In this video, you can learn how to utilize inverse kinematics to rig a simple character inside of Cinema 4D.
- [EJ] Welcome to Motion Graphics Weekly where you up your MoGraph knowledge one week at a time. I'm EJ Hassenfratz, let's get our learn on! Character rigging using inverse kinematic rigging or IK rigging, is often looked at as a daunting and intimidating aspect of 3D. In this week's video, I'm going to aim to help you look at rigging in a new light by showing you the very basics of the subject, and how you can start adapting some rigging into your own workflow.
So here is a very simple sock character trotting around, trying to find his other sock friend. And this is going to be demonstrating a very simple use of IK and IK dynamics, which I'll be covering in the next video. So let's go ahead, start fresh, and I'll show you how easy it was to set this up using IK. So here we have the stripped down sock geometry, and we're going to give this some structure to be able to rig this up and be able to animate this. So rigging is basically setting up the bone or joint structure of an object or a character, and right now, our geometry is like a slug, no bone structure for us to move it, but we're going to fix this by adding some joints which are basically Cinema 4D's version of bones, to define the structure of how this character will move and bend.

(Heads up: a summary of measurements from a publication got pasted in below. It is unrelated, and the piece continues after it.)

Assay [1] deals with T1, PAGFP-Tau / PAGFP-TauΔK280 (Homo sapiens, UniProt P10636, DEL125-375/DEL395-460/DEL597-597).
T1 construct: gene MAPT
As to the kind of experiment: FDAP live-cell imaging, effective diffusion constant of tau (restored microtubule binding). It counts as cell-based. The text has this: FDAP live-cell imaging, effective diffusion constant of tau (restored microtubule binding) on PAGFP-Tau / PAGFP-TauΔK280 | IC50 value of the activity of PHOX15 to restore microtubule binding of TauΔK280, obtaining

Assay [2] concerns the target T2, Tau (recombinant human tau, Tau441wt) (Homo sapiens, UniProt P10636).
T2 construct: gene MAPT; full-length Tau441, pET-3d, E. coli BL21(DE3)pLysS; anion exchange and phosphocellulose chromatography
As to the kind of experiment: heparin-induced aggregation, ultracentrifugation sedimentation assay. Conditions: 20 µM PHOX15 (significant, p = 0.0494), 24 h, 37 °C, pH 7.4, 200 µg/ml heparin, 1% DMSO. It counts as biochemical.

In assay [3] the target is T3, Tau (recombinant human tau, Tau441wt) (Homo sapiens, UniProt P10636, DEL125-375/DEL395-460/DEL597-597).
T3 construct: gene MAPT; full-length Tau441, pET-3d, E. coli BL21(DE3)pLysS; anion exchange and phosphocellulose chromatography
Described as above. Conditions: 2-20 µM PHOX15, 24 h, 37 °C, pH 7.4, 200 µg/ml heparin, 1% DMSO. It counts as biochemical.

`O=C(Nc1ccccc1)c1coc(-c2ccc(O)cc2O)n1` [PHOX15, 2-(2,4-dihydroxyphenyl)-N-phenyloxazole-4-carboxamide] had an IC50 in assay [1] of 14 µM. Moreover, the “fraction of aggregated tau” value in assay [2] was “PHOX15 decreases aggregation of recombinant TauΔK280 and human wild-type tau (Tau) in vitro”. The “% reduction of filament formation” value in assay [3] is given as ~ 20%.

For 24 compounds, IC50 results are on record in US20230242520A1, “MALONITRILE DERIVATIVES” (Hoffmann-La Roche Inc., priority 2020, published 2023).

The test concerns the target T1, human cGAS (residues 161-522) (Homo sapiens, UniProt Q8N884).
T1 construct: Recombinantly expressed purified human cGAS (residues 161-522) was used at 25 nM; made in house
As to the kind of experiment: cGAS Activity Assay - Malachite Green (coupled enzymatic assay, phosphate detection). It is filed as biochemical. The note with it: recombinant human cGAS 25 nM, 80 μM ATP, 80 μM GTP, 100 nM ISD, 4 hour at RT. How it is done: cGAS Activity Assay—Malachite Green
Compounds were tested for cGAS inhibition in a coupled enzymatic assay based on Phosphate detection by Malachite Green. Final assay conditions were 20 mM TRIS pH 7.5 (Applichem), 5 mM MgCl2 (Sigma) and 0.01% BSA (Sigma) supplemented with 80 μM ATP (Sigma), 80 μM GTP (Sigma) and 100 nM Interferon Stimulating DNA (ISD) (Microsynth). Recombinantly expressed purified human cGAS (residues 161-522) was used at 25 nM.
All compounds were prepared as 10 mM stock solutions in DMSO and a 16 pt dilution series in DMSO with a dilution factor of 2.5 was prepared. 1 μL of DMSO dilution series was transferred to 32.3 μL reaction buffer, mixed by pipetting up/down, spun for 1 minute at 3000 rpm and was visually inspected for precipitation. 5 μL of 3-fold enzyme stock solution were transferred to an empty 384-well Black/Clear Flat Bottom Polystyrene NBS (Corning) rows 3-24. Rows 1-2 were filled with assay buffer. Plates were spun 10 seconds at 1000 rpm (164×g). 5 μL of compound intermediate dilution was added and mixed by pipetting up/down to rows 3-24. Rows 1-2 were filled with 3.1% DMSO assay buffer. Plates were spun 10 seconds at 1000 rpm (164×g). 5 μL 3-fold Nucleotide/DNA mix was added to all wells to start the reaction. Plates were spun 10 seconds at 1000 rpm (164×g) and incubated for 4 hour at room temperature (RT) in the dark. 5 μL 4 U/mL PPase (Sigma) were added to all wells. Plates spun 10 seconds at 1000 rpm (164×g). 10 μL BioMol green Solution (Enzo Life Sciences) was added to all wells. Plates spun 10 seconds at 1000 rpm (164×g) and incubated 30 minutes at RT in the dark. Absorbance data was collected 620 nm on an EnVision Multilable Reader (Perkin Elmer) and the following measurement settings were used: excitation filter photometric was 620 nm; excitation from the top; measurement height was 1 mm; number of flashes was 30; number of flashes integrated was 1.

So let's first go into our front view, and we'll create some joints in that front view, so we'll go click this top right button right here to bring up our four up view, and then find our front view here, and click that top right button on that front view to maximize it, and then I can just reposition this using the 1 key or the 2 key to pan and zoom, and then what I'm going to do is build some joints, and you can find joints in the character menu here. I'm going to go to the Joint Tool, not the Joint object, Joint Tool, and to build and create some joints, I'm going to hold the Command key down, and click.
And you're going to see that that creates a joint in my Object Manager. Now, just like you build a line with two points, you need two joints to build a full actual joint. So I'm going to Command + click again, and you're going to see now we have that one big joint or bone on this main part of our sock. So I'm just going to go ahead and create a few more joints here. I'm going to make them coincide with the subdivisions of my object as you can see here, these little loops, these little subdivisions of my geometry, and I'll just Command + click here for this subdivision, Command + click here, and then one last one at the very tip of the sock.
Now, to readjust some of these joints, you can either click here, and adjust these individually, or you can hold the 7 key down and adjust them that way as well. I'm just readjusting these, repositioning. And the name of the game is that, the more smooth you want a bend, the more definition via joints that you want, so think of your arm. Your forearm and your upper arm are two bones and you have one bend at your elbow.
Now, your finger has more bones in it, it's got three bones, and you can bend that a lot more like a curve than you can at your elbow, so just keep that in mind when you're building out your joints. It's also very important that your actual geometry has enough subdivisions for it to smoothly bend as well. Let's go ahead and set up what's called an IK chain which creates a relationship between all of these joints. So right now, if we go ahead and move these joints, you can see that it's only affecting the joints in front of it, and this is actually a very menial way of animating a character.